- Share this article on Facebook
- Share this article on Twitter
- Share this article on Email
- Show additional share options
- Share this article on Print
- Share this article on Comment
- Share this article on Whatsapp
- Share this article on Linkedin
- Share this article on Reddit
- Share this article on Pinit
- Share this article on Tumblr
Years ago a physician made me feel silly for expressing concern about the safety of a medication I’d been prescribed. Only later was it revealed that the birth control in question had harmed thousands of women and that physicians had on occasion been paid to peddle various forms of contraception to patients. I’ve reflected on the indignation I felt back then, during the current agency-WGA dispute over packaging.
Despite their protests to the contrary, in this case agents are the doctors — doctors who co-own drug companies. Writers are the patients. It’s not realistic to expect agencies to remain loyal to our interests because they make more in pharmaceutical company profit than they ever will from an individual patient.
Writers at the top of the food chain may feel the current system works for them. But that’s like saying our country’s educational system works just fine while you write a half-a-million-dollar check to buy your kid’s way into college. Speaking as a writer of color and woman who is not at the top of the food chain, I know very few writers who believe the way agencies currently do business works for them.
Many compare their relationships with their agents to one with an emotionally abusive partner. They know it’s wrong but are terrified to leave. Writers of color I know say their agents didn’t get them their first or second job and rarely their third. They are dismissive and ignore phone calls, yet writers are reluctant to nudge them to actually earn their 10 percent for fear of being labeled “difficult,” a moniker that damages women and minorities more than others. (I was warned by some that writing this piece could earn me that label.) The fear is legitimate because, despite Hollywood’s liberal bona fides, major agencies are not bastions of diversity, and as we learned from the Weinstein and Moonves sagas, what powerful white men say about you behind closed doors matters.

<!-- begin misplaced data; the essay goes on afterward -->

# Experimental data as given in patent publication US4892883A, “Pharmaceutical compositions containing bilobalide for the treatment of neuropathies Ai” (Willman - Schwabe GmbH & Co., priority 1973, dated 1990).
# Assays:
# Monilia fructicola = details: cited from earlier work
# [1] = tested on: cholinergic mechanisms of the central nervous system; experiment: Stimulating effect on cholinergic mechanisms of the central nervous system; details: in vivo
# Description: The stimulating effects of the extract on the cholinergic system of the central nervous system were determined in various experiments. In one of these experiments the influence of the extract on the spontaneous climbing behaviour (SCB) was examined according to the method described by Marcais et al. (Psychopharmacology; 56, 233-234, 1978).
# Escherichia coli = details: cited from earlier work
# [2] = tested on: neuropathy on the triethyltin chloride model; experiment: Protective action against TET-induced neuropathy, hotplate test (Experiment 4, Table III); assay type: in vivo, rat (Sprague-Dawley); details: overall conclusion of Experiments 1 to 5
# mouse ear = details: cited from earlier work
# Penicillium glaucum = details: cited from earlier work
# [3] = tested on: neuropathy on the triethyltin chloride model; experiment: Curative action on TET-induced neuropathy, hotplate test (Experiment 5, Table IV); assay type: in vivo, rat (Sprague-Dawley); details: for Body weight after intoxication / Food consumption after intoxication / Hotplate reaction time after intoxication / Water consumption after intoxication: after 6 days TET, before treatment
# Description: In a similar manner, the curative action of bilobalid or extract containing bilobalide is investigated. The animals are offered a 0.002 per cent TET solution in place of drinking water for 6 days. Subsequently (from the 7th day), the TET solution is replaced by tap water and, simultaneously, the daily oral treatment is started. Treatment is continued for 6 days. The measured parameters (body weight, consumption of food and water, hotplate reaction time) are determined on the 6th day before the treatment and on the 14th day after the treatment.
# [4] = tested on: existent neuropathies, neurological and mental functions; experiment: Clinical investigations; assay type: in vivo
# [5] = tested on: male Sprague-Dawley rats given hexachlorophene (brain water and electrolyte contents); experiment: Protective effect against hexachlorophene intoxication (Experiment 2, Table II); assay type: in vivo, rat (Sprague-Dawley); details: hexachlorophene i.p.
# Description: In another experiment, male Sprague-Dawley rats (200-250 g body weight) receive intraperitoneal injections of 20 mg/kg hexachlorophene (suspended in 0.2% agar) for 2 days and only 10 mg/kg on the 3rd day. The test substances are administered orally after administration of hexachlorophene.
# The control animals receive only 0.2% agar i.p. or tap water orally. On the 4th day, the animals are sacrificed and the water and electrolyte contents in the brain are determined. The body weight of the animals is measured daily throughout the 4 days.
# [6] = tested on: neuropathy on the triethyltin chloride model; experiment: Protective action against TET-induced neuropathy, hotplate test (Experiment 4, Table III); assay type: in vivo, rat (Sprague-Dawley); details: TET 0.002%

Some women and writers of color I know were lured to larger agencies with promises that they would have access to prominent talent for packaging opportunities, yet either those opportunities never materialized or they felt pressured into deals that were not beneficial or what they wanted, but that they signed because it felt safer than rejoining the ranks of unrepresented minority talent. Packaging has thrived and provided a wealth of opportunity, but just for a limited group of people. Those people are rarely the ones who didn’t already possess some privilege or power. It’s ironic that so many powerful people in Hollywood consider the lack of racial diversity, gender parity, transparency and adherence to basic ethical standards to be emblematic of the Trump administration’s failures. Yet for much of our industry that describes business as usual.
I’ve recently heard amusing tales of agents calling clients they’ve barely talked to during the past year to persuade them that they have their best interests at heart. It’s like your freeloading, verbally abusive boyfriend finding out you’re on Tinder and calling to say he loves you, and even if he doesn’t, you can’t do any better.
Many writers now realize they can’t do any worse.
Keli Goff is a television writer, a producer of the Netflix documentary Reversing Roe and a contributor to KCRW’s Left, Right & Center. She is repped by APA and likes her agents.
This story first appeared in the April 3 issue of The Hollywood Reporter magazine. To receive the magazine, click here to subscribe.
Sign up for THR news straight to your inbox every day